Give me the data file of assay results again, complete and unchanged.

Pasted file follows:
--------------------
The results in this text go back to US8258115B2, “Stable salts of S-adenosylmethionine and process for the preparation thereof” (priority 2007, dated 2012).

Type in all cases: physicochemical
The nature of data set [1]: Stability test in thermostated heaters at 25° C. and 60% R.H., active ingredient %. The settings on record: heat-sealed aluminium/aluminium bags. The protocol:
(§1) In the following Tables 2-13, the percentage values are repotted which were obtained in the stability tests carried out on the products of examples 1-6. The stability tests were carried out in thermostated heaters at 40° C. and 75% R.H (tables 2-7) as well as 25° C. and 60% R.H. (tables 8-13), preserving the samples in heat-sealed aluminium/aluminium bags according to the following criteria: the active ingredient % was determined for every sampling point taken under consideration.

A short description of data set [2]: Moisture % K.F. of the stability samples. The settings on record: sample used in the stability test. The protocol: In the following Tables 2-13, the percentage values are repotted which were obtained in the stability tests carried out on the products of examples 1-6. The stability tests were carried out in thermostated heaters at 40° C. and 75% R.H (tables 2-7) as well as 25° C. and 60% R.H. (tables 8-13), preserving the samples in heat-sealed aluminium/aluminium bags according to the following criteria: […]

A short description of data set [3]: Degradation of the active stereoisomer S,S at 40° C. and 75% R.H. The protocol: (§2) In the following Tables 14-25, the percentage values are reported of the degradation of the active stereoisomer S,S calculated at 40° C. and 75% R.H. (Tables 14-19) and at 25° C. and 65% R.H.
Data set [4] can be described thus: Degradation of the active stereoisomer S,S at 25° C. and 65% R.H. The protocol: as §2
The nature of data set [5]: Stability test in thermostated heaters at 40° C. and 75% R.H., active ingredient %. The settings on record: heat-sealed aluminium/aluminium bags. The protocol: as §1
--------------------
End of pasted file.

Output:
The results in this text go back to US8258115B2, “Stable salts of S-adenosylmethionine and process for the preparation thereof” (priority 2007, dated 2012).

Type in all cases: physicochemical
The nature of data set [1]: Stability test in thermostated heaters at 25° C. and 60% R.H., active ingredient %. The settings on record: heat-sealed aluminium/aluminium bags. The protocol:
(§1) In the following Tables 2-13, the percentage values are repotted which were obtained in the stability tests carried out on the products of examples 1-6. The stability tests were carried out in thermostated heaters at 40° C. and 75% R.H (tables 2-7) as well as 25° C. and 60% R.H. (tables 8-13), preserving the samples in heat-sealed aluminium/aluminium bags according to the following criteria: the active ingredient % was determined for every sampling point taken under consideration.

A short description of data set [2]: Moisture % K.F. of the stability samples. The settings on record: sample used in the stability test. The protocol: In the following Tables 2-13, the percentage values are repotted which were obtained in the stability tests carried out on the products of examples 1-6. The stability tests were carried out in thermostated heaters at 40° C. and 75% R.H (tables 2-7) as well as 25° C. and 60% R.H. (tables 8-13), preserving the samples in heat-sealed aluminium/aluminium bags according to the following criteria: […]

A short description of data set [3]: Degradation of the active stereoisomer S,S at 40° C. and 75% R.H. The protocol: (§2) In the following Tables 14-25, the percentage values are reported of the degradation of the active stereoisomer S,S calculated at 40° C. and 75% R.H. (Tables 14-19) and at 25° C. and 65% R.H.
Data set [4] can be described thus: Degradation of the active stereoisomer S,S at 25° C. and 65% R.H. The protocol: as §2
The nature of data set [5]: Stability test in thermostated heaters at 40° C. and 75% R.H., active ingredient %. The settings on record: heat-sealed aluminium/aluminium bags. The protocol: as §1